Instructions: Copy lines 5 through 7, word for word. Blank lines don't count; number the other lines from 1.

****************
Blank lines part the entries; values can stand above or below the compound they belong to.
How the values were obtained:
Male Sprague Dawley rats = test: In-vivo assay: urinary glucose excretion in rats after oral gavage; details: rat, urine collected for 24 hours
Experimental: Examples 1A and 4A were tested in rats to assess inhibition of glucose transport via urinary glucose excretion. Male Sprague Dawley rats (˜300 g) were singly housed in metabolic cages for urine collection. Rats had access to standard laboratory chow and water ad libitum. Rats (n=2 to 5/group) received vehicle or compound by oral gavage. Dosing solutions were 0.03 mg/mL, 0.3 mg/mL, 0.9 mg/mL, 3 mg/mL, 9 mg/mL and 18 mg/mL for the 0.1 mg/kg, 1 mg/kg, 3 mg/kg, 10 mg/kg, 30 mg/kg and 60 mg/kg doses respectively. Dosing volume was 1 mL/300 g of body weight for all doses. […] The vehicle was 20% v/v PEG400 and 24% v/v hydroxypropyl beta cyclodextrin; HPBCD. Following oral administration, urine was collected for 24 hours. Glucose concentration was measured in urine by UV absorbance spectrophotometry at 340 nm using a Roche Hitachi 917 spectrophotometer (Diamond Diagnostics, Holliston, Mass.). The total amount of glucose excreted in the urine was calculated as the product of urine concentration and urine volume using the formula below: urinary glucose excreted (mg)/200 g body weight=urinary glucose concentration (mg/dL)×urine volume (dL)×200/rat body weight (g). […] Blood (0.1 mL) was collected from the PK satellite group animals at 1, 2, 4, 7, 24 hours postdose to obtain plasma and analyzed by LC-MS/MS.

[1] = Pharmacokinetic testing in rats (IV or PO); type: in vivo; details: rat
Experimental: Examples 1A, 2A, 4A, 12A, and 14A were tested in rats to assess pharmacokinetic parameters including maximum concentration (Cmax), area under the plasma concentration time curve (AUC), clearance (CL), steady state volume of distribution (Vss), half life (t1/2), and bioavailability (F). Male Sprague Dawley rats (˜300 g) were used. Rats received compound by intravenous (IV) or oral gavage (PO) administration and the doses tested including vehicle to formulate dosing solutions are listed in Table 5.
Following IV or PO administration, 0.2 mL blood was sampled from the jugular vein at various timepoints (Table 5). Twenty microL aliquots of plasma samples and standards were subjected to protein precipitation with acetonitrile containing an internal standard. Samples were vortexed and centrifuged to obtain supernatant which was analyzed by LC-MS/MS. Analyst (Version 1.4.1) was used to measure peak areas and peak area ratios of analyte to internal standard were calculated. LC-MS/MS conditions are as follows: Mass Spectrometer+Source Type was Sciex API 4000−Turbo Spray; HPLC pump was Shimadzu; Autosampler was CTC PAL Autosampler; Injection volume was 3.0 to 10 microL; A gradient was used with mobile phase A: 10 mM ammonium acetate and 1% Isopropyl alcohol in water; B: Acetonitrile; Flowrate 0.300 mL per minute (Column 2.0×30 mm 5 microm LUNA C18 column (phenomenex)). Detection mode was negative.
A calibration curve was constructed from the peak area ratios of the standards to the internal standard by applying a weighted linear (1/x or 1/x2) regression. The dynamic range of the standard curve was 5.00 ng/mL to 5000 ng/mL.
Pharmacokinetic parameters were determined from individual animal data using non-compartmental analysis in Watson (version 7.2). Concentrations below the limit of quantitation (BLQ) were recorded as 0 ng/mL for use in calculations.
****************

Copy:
[1] = Pharmacokinetic testing in rats (IV or PO); type: in vivo; details: rat
Experimental: Examples 1A, 2A, 4A, 12A, and 14A were tested in rats to assess pharmacokinetic parameters including maximum concentration (Cmax), area under the plasma concentration time curve (AUC), clearance (CL), steady state volume of distribution (Vss), half life (t1/2), and bioavailability (F). Male Sprague Dawley rats (˜300 g) were used. Rats received compound by intravenous (IV) or oral gavage (PO) administration and the doses tested including vehicle to formulate dosing solutions are listed in Table 5.
Following IV or PO administration, 0.2 mL blood was sampled from the jugular vein at various timepoints (Table 5). Twenty microL aliquots of plasma samples and standards were subjected to protein precipitation with acetonitrile containing an internal standard. Samples were vortexed and centrifuged to obtain supernatant which was analyzed by LC-MS/MS. Analyst (Version 1.4.1) was used to measure peak areas and peak area ratios of analyte to internal standard were calculated. LC-MS/MS conditions are as follows: Mass Spectrometer+Source Type was Sciex API 4000−Turbo Spray; HPLC pump was Shimadzu; Autosampler was CTC PAL Autosampler; Injection volume was 3.0 to 10 microL; A gradient was used with mobile phase A: 10 mM ammonium acetate and 1% Isopropyl alcohol in water; B: Acetonitrile; Flowrate 0.300 mL per minute (Column 2.0×30 mm 5 microm LUNA C18 column (phenomenex)). Detection mode was negative.